It is our great fortune that the Traditional Regency was there to give us that first taste of these three authors—and more—and to allow them to move on to write the delicious Historical Romances that followed. And it is our good fortune that the unique voice each of these authors, honed in the Traditional Regency, is still recognizable in her more recent works.  In each of the Trads, we recognize the nascent voice of the author: Loretta Chase's dry humor and wry characters, Jo Beverley's exploration of emotion and senses, Mary Balogh's pitch-perfect ear for character and dialog. All begun in the Traditional Regency, and perhaps not possible without it. All as delightful in each new novel as they were in the first.


Myretta Robens 
The Republic of Pemberley

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Virginia Campbell
1. VirginiaCampbell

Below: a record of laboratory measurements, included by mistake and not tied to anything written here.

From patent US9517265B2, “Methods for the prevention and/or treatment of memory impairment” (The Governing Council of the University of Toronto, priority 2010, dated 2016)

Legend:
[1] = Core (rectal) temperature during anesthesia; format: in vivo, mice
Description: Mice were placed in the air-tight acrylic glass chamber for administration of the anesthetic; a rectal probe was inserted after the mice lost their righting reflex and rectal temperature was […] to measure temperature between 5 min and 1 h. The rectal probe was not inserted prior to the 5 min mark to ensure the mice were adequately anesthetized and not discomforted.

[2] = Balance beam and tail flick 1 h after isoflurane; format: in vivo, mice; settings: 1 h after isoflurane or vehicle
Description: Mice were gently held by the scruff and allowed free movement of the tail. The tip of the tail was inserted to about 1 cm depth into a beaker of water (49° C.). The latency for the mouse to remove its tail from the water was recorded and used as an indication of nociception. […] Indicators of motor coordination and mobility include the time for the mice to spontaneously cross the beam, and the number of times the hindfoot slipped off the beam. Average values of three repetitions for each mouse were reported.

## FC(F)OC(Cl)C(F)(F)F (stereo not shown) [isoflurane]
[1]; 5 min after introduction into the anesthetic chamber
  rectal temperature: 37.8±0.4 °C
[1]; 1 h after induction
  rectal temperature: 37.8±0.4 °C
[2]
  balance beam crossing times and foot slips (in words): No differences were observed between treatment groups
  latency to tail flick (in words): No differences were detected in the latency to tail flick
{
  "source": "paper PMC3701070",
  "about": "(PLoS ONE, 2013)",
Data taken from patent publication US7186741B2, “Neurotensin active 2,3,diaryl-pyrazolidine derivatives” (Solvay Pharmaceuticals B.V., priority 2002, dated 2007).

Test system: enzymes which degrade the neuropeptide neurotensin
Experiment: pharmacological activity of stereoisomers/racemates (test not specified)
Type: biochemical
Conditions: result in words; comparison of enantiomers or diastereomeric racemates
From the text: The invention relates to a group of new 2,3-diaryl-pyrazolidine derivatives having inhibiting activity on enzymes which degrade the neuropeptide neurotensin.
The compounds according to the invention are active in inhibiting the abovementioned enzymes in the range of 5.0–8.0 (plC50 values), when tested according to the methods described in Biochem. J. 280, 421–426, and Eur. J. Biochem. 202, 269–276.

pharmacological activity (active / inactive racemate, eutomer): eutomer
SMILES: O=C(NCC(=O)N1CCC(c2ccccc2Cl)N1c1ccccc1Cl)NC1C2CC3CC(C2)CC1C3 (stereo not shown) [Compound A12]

Traditional Regencies will never become extinct as long as print books find their way to hands of dedicated readers. I realize that many earlier titles are now available as ebooks, but if you want to really submerge yourself in classic romance, you'll find the mother lode in the ink and paper pages of older print books. I alternate between reading new releases and earlier titles, and that actually heightens my appreciation for both the old and the new. I regularly shop online for older titles, and I also haunt thrift shops, used book stores, and yard sales for my "treasures". I reaffirmed my love of Regencies about two years ago when I stumbled across an amazing bonanza of hundreds of Traditional Regencies which had been donated to one of our local thrift stores. I went back again and again, eventually losing count after I had purchased over 100 of these wonderful books, many of which were in mint condition. They have never been opened. They were old, but still "new". Here are some of the outstanding authors with whom I have been spending my reading time: Jeanne Savery, Joan Wolf, Donna Simpson, Mary Balogh, Mary Kingsley, Barbara Metzger, Karla Hocker, JoAnn Ferguson, Joanna Maitland, Candace Hern, Teresa DesJardien, Sandra Madden, Anne Gracie, Barbara Reeves, Sophia Nash, Barbara Allister, Nicola Cornick, Gayle Wilson, Emma Jensen, and Jo Beverley. Print books are an invaluable literary legacy which we must respect, preserve, and pass along.